Vienna Remembers Lennon, Lamarr, Velázquez

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The Vienna Underground remembers on the screens in its stations the death of John Lennon, shot on Dec. 8, 1980 in New York:

Imagine no possessions
I wonder if you can
No need for greed or hunger
A brotherhood of man

Isn’t the line: “No need for greed or hunger” a wish for Christmas and the New Year we all would share?

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Lamarr the Inventor

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Hedy Lamarr

Some newspapers remembered Hedwig Eva Maria Kiesler, born in November 1914 at Vienna and most of you know as Hedy Lamarr, who died in 2000 at Casselberry, Florida. In 2014 she was inducted into the National Inventors Hall of Fame. Not because she was “the world’s most beautiful woman” according to Louis B. Mayer, head of MGM. But because of her co-creation of a frequency-hopping system.

After having escaped her Austrian husband, a munitions manufacturer, in 1937, she met Louis B. Mayer at Paris – he was scouting talents in Europe. He hired her and insisted that she change her name to Hedy Lamarr in homage to the silent film star Barbara La Marr who had died in 1926.

Viewing Velázquez

If Hedy Lamarr would have lived about 300 years ago Diego Velázquez might have invited her to be the model for his painting Venus with Mirror or Rokeby Venus (London, The National Gallery) now to be viewed at the Kunsthistorische Museum Vienna.

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Velázquez’s “Rokbey Venus”

Framed by silky cloths, a female nude lies on her bed, turning her back to us. The absence of any decoration or jewelry might show at first glance an intimate set if not for a boyish, winged Amor holding the mirror, and such defines the nude as Venus. Velázquez plays games with us visitors: Amor gets to see Venus differently from us, and Venus does not truly get to see herself in the mirror. We look at her beautiful back, but her true face is hidden from sight: the mirror shows a blurred face. Unlike other famous painters before him, Velázquez does not concentrate long vistas on the face and body of Venus – he prefers the game with the eyes of the visitor.

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This painting is one reason why Édouard Manet called him “Painter of the Painters”, and contemporary painters like Picasso and Francis Bacon (“I fear the reality of Velázquez paintings after having played with them.”) felt inspired by Velázquez.

The exhibition holds 40 original paintings and in addition half a dozen paintings done by his disciples. There is no way but to Vienna if you want to admire Velázquez outside Madrid…still opened until Feb 15, 2015.

The Masters Abound

Do not hesitate to book your flight to Vienna: Alberto Giacometti Pioneer of Modern Age Sorcerer of Sculpture – this wonderful and exciting exhibition is opened until Jan 26, 2015.

Only one day before the doors close to an exhibition of Henri Toulouse Lautrec…and on the other hand the doors just opened for a small exhibition of Tony Conrad (born in 1940 at Concord, NH): Two Degrees of Separation.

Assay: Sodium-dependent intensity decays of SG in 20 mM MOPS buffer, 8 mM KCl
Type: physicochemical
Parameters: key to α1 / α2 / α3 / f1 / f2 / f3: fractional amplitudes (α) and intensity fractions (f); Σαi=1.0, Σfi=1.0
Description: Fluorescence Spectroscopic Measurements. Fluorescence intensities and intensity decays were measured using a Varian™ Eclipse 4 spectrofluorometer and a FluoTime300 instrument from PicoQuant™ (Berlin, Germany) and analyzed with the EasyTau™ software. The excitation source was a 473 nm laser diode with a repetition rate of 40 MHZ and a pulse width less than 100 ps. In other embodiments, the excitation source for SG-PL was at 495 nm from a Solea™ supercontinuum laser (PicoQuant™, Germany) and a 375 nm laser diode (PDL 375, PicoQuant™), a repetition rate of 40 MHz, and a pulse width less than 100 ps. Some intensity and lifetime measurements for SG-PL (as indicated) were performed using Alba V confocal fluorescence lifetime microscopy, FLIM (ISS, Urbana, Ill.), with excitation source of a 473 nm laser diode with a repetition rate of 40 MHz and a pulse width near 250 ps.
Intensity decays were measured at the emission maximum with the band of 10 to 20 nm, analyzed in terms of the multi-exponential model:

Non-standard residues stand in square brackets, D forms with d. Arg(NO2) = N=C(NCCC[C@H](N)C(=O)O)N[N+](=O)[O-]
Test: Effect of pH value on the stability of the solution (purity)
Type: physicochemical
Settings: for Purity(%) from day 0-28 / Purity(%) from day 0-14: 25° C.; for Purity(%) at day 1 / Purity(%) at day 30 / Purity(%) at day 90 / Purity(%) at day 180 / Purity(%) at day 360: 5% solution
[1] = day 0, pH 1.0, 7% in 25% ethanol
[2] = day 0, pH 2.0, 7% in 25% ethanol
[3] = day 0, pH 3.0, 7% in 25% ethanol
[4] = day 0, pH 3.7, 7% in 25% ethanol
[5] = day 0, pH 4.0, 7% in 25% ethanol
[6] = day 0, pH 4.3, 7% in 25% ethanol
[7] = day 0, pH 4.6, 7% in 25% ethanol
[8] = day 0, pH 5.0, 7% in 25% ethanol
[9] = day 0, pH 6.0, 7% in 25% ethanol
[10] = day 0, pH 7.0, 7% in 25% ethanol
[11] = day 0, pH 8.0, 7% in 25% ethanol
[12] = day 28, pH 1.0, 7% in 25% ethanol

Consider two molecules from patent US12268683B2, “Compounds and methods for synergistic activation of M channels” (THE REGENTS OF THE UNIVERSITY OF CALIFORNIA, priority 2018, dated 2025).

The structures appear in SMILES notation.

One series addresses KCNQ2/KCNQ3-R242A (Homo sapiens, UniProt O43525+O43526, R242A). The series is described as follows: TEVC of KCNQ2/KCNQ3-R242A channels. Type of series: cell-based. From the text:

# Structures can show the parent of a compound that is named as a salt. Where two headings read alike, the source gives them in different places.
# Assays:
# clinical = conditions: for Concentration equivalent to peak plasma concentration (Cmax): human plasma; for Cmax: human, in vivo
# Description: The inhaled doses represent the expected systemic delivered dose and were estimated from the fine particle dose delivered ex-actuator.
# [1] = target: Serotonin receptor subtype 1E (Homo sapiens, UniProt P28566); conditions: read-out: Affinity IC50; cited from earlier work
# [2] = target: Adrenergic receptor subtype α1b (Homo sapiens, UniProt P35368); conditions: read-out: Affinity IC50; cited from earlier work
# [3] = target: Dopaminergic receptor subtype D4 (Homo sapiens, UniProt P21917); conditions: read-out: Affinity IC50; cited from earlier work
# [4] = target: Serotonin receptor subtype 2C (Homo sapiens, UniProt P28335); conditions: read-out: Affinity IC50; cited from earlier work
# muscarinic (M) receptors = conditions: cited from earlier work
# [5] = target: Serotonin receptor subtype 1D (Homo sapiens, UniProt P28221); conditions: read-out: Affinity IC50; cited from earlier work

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Monument for Nazi deserters.

The monument in memory of Nazi army deserters has been installed in the center of political power. The German artist Olaf Nicolai designed a huge concrete “X” in the middle of the Ballhausplatz : the “X” is the sign of erasement and everybody who now will climb up the stairs to the lying “X” will feel alone: all alone is etched into the concrete. It was not until 2009 the Austrian deserters, among them the famous composer Friedrich Cerha, were fully vindicated…

The decision whether to restitute or not concerning the principal work of Gustav Klimt Beethoven Frieze of 1902 – 2.15 meters high and 31.14 meters long – will be made until March 2015, announced the advisory board a couple of days ago – after experts had examined the causa for over a year…I feel dizzy.

In a different sense I felt dizzy during a concert at the Konzerthaus: Georg Friedrich Haas and his successful “Limited Approximations” of 2010, a concert for six micro-tonally tuned pianos and orchestra: just the thought that six! pianos are placed on stage is tremendous – and reality was even more…a great piece of contemporary music!

I have to announce the death of Ursula Voss, literary manager, wife of late Gert Voss. She died only 5 months later than her husband with whom she had been married for 45 years….

May she rest in peace.

No snow yet in Vienna – but the jingle bells in over ten Christmas-markets remember kids and adults that Holy Night is approaching…

Enjoy Christmas: peaceful, grateful, and may God open our hearts to the poor!

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Gerd-Theo Umberg from 2002 served as a professor at the University of Music and Performing Arts at Frankfurt, becoming vice-president in 2006; since 2010 he has been professor emeritus. Previously he worked 36 years in different German theaters. From 1996 to 2004 he was director of the Staatstheater Darmstadt. He lives in Vienna.